Qualitative data analysis was conducted using the framework approach,[13] which comprises five stages (familiarisation, identifying a thematic framework, indexing or coding, charting or mapping, and interpretation of the data). Coding occurred iteratively; as new themes emerged in the analysis all relevant information was retrieved and examined for further coding designations.

All transcripts were coded independently by two project staff who met after every two transcripts to compare notes. Coding discrepancies were resolved by discussion. Intercoder reliability checks were conducted, with a kappa score of 0.77 being obtained. We used NVivo 10.0, a qualitative software program, to aid data analysis.



Experiences of implementation

Participants generally reported positive experiences of the implementation process. They described the system as 'easy to implement' and the implementation process as 'understandable'. As one participant stated: 'Implementing the SQM toolkit was a valuable experience and quite user-friendly.'

Feasibility of implementation and acceptability of the system for providers

With the exception of one participant, who felt that there was a mismatch between the particular structure of their treatment services and the SQM implementation process, almost all participants reported that the SQM system was feasible to implement in their programme as part of routine services. As one participant reflected, 'It's feasible, it seemed like a hell of a thing at the beginning, but it's just routine. We have so many things to be filled out, forms, and if you just train people properly that's fine.'

Participants viewed the SQM initiative as acceptable because they thought implementing this system would help them to improve their services. As one person stated, 'I think it's a good thing because it gives us that feedback, you give us the analysis of data and it can help, and we always want to improve our services as much as we can'. Similarly, another stated, 'I think it is actually nice to have something like this because it tells you about the service that you are rendering and can help improve services'. The acceptability of the system is also reflected in the finding that several of the facilities wanted to continue to implement the system beyond the pilot period.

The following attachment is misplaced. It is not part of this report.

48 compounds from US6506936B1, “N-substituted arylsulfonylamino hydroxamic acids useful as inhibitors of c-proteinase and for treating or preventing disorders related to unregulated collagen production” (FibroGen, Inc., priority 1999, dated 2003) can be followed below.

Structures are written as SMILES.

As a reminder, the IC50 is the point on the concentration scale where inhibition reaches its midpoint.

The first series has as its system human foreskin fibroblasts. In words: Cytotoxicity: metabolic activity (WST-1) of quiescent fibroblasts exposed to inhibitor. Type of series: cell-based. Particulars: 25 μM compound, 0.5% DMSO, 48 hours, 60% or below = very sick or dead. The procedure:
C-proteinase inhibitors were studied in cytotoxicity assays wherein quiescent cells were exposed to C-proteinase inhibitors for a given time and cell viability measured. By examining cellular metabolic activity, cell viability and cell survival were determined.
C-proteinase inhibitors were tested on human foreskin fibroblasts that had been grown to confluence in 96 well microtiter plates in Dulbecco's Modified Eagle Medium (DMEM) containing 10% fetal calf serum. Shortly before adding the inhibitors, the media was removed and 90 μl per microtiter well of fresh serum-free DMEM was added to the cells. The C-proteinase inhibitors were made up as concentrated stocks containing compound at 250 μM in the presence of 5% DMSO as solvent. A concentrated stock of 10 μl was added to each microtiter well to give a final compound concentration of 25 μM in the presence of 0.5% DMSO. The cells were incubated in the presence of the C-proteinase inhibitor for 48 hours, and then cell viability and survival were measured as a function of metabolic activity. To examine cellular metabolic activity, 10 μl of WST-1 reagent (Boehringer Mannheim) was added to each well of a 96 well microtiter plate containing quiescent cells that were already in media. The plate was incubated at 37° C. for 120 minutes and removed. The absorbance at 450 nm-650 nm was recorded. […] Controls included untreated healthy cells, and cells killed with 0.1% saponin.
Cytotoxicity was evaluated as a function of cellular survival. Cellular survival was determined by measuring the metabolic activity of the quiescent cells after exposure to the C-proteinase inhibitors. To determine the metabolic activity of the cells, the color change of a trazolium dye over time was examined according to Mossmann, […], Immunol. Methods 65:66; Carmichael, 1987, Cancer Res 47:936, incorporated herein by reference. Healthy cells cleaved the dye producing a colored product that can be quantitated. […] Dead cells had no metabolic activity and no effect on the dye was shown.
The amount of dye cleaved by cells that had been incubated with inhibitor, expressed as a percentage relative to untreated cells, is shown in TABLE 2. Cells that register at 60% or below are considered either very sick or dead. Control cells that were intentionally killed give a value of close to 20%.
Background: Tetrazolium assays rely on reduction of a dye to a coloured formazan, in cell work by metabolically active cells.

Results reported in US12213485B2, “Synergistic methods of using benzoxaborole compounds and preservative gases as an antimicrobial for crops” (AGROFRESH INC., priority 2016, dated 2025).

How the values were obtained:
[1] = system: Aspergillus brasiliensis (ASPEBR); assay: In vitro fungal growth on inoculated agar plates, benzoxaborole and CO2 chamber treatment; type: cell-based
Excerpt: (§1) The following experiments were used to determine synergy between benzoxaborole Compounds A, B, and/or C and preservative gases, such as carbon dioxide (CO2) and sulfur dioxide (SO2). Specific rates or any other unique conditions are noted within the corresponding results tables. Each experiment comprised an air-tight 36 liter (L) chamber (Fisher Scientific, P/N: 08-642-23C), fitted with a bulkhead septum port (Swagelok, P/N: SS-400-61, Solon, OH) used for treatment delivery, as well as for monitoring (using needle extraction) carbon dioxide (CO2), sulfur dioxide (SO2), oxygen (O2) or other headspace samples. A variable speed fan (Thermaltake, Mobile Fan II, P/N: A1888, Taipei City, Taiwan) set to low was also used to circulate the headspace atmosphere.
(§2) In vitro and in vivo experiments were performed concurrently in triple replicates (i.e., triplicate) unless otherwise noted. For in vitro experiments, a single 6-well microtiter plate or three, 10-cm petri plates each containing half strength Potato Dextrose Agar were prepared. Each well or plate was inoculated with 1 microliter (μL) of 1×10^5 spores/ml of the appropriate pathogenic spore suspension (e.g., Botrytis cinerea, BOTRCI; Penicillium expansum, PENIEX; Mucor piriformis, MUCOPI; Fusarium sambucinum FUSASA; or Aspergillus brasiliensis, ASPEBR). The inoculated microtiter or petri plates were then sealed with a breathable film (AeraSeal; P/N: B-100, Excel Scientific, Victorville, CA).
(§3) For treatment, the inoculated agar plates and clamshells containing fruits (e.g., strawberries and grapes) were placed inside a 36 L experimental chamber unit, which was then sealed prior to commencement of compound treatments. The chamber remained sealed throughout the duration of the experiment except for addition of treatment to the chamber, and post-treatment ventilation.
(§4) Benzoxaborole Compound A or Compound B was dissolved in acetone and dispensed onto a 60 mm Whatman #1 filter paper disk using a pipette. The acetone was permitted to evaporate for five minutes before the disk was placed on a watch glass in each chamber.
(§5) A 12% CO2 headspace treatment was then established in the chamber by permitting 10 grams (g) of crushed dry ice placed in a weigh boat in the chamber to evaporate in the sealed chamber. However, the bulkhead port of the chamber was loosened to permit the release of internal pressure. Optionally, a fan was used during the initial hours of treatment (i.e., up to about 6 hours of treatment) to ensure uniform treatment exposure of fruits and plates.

Obstacles to implementation

Although most participants reported that their patients were positive about participating in this system and appreciated being asked 'to express their views on treatment', they also mentioned some barriers to patient participation. In this pilot project, patients were introduced to the SQM system on their initial contact with the treatment facility. Participants reflected that this was not the optimal time to introduce the initiative as some patients felt 'bombarded' and 'overwhelmed' by the screening and administrative procedures and therefore 'just refused outright' to participate in the SQM process. As one participant explained, 'We do that 'introduction1 on intake usually and we sometimes sit with psychotic or paranoid patients, or extremely anxious patients and we can't really do that in the beginning with them'.

Another obstacle to patient participation was the requisite level of literacy necessary to complete the SAATSA. Participants noted that although most patients found it 'easy' to complete the form, some required assistance, which might place considerable time demands on treatment staff. As one participant reflected, 'There were other patients who needed help and assistance and I had to explain every single thing'.